The Event Follow-up: Make Donors Feel Needed
You don’t need to have a large budget to convert event attendees into donors, but you do need to carve out the time to make your donors feel needed.
The most common way is through email, since it’s relatively easy to do for large volumes of people. Where many email campaigns fail, however, is by sending the same message to everyone.
Your event built a personal connection with supporters and failing to acknowledge the connection is a missed opportunity.
Personalization, makes your email stand out, retains the reader’s attention, and compels them to act.
Personalized Emails to Send Attendees
|Email topic||How to personalize|
|Thank you note for making the event a success||-Add a photo (or link) of the recipient, or tag photos in a photo directory so they can easily find themselves.
-Have the "sender" be a volunteer or beneficiary who spoke to the donor at the event. Hand-write the note for bonus points.
-Acknowledge specifically what they contributed (ticket purchase vs. winning bid vs. table sponsorship, etc...).
|Sharing a story that illustrates your mission||-Send first-time attendees a story focused on why your cause is worth supporting, but send "heavy hitters" a story that shows their continued support has made a difference. Hint: It can be the same story told in different ways.|
|Invitation to another event that showcases your mission in action||-Segment your programming by target age and commitment level. Send the right invitations to the right people.|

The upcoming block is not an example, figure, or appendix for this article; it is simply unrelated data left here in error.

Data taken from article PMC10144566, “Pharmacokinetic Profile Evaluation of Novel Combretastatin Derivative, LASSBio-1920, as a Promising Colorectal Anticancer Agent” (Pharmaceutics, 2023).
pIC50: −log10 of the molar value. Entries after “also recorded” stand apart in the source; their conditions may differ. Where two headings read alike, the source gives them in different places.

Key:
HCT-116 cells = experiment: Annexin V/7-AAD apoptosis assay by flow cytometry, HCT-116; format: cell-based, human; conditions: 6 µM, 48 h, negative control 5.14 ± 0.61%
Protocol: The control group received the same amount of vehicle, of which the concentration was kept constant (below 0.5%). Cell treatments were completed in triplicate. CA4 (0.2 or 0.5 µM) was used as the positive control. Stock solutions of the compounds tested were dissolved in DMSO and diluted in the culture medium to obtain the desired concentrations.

|Appeal for donation or other contribution||-Ask repeat donors to renew their membership, but think creatively about how to engage people who may not have discretionary money. Remember, your goal is lifetime donations!
-Some alternative appeals: volunteer, tell friends & family about us, sign a petition, subscribe to our blog, follow on social media.
Some additional emailing tips:
- Use multimedia in your messages since people consume information differently (words, photo, and video).
- Invest in a proper system for email campaigns, like ActiveCampaign. Advanced tools even let you record custom videos. Imagine sending a thank you video where you address the donor by name!
- Test subject lines and content on smaller samples and employ the best results with the rest of the group. Examine email open rates, click through rates, and ultimate conversions.
STEP 3: Use What You Learned
When: Before next year’s event
Find More People Likely to Support Your Cause
Review your donor list for growing categories by demographics or other observable characteristics. Plan to find more people like them.
One tactic would be using Facebook’s lookalike audiences. Upload a list of prior event registrants and donors, and Facebook will promote your event to people similar to them.
Increase Your Conversion Rate
Analyze last year’s data: Which subject lines got the most opens? What email content (text vs. images vs. video) drove the most clicks? What landing page message got the most signups?
Double-down on what works and never stop testing. This goes for both event invitations and follow-ups.
Expand Your Average Engagement Level
Map the donor journey for first time attendees to full-fledged supporting members. Identify the most common intermediate steps.
For example, you may find that a block of donors follow the same journey, such as:
- Attend the big gala
- Attend a smaller event targeted to their demographic
- Make a one-time donation
- Become a monthly donor
Once you map out the journey, customize the calls the action to this coming year’s gala attendees to graduate donors to the next level.
Like farming, cultivating attendees into donors is hard work. But it’s worth it.
From the moment you begin the planning process, think strategically about how you will educate attendees on your mission and convince them to take action after the event.